I gave up alcohol for a month and it made me look hard at my drinking habits

kaicho20 / PixabayI went alcohol-free for 30 days.
  • A chronic illness made me reevaluate how I consume alcohol.
  • It ended up being a struggle to avoid alcohol for 30 days.
  • Though I made a few mistakes, this test made me consider what cost is associated with drinking alcohol socially.
  • After quitting alcohol for a month I noticed a mood change, less bloating, and fewer headaches.

My relationship with alcohol has always been casual. I’ll go out for drinks with coworkers on a Friday night after a long week, or grab a glass of wine with my friends at our favourite Italian spot. Occasionally, I’ll have one too many and find myself wondering how I ended up in a seedy dive bar on the Lower East Side.

But, over the past two years, my drinking habits have changed as I struggled with a chronic illness that’s compromised everything from my weight to my skin and forced me to reconsider the food and beverages I consume. My goal in 2018 was to start drinking more consciously (of which, I’ve only failed twice) and really reconsider the effect alcohol has on my body.

Red wineZakharova_Natalia/ iStockI have always just had alcohol casually.

According to nutritionist Dr. Lisa Young, alcohol can have several negative effects on one’s body. “While moderate drinking (one drink for women, two for men) may be protective for heart health, large amounts of alcohol are problematic,” Dr. Young told INSIDER.

She continued, listing a variety of problems alcohol can cause over time, including elevated blood pressure, which can contribute to an irregular heartbeat, interference with brain function, cause a fatty liver, and even increase your risk of certain types of cancer. More immediately, Dr. Young said alcohol can alter your mood, interfere with your coordination, and be extremely dehydrating.

Woman with Stomach acheSarah Schmalbruch/INSIDERAlcohol can cause elevated blood pressure, irregular heartbeat and other symptoms.

This, of course, brings me to my latest endeavour to test alcohol’s effect on my body: giving up booze for an entire month

Typically, I don’t like to drink when I am with family and, since I was heading home for a month, I decided to give up alcohol for the whole of August.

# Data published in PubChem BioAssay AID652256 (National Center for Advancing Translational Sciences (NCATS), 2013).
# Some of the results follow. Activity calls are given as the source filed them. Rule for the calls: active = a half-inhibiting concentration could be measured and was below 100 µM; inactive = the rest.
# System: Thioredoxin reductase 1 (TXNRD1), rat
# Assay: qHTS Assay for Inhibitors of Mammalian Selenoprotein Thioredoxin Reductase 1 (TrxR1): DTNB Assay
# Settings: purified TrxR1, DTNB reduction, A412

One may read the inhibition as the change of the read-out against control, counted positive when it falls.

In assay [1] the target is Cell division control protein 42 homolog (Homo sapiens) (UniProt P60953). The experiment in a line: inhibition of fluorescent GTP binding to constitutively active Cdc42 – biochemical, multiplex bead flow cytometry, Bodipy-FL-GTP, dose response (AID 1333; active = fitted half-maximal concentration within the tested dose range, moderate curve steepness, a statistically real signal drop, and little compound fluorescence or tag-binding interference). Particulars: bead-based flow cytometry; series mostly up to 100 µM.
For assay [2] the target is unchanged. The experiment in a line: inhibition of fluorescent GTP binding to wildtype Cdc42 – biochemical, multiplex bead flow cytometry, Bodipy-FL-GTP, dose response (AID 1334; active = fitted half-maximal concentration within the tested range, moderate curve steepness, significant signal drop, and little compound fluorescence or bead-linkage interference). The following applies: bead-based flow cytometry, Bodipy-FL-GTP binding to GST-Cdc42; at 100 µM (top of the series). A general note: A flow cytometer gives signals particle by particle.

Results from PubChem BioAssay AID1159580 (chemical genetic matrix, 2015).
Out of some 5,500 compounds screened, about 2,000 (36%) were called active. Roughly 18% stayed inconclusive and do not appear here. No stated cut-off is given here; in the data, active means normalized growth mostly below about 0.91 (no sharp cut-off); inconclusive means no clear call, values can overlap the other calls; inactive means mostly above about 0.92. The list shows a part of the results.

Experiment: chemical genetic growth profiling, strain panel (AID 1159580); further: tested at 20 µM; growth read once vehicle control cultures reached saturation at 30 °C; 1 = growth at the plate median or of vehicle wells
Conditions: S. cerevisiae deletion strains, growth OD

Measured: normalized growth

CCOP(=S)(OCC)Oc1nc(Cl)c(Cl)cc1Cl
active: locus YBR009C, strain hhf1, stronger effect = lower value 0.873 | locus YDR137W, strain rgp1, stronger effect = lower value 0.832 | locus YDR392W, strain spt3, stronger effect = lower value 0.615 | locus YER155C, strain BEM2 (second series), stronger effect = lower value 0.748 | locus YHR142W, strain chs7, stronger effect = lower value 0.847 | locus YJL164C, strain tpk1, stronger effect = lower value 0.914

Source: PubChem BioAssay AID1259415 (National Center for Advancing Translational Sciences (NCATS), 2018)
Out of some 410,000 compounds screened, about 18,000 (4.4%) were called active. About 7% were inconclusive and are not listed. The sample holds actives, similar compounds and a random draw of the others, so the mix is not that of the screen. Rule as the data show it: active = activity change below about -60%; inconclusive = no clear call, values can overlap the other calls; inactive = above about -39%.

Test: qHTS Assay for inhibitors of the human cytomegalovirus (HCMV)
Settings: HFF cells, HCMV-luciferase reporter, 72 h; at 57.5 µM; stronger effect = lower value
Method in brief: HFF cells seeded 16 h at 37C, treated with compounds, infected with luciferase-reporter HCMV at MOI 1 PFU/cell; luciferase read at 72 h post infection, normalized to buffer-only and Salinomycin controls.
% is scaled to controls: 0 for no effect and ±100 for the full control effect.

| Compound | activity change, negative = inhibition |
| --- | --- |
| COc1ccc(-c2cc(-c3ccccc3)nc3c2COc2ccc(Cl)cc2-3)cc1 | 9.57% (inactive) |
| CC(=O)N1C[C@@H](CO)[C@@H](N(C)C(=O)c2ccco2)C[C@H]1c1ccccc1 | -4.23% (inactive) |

Now, I’ll be the first to admit that the challenge seemed relatively easy. I mean, I don’t drink frequently, so how could consciously uncoupling from alcohol be so difficult? Would it really be a struggle to give up alcohol for 30 days? The answer: Yes.

I began my no alcohol journey on Friday, August 3, the day my flight to California was delayed an entire day thanks to thunderstorms in the New York area. The very next day, I encountered my first problem: Free wine on board the plane. Typically, I don’t drink at airports or on planes solely because turbulence is as unpredictable as your third shot of tequila, but free wine when your seat is upgraded is hard to say no to. Alas, the mini bottle of chardonnay went to my seat partner as I enjoyed a warm cup of tea.

Lemon ginger tea teacupFlickr/Laura D’AlessandroI turned to tea instead of wine.

The rest of the weekend went by without a hitch – until Taco Tuesday. A sacred tradition amongst Californians (and literally anyone who likes tacos), my friend and I grabbed lunch at a spot in town known for their dangerously good margaritas. Thankfully, the trendy new spot also had to-die-for aguas frescas, of which I enjoyed at least two, but not without Instagramming my friend’s Coco Loco in place of my Jamaica bebida.

Weeks one and two without alcohol were successful

I’ve gone two weeks without alcohol before, but this time I was cognisant of my body and how it felt. I was less bloated and felt a little healthier than normal, especially when I woke up for my 6 a.m. call times at work.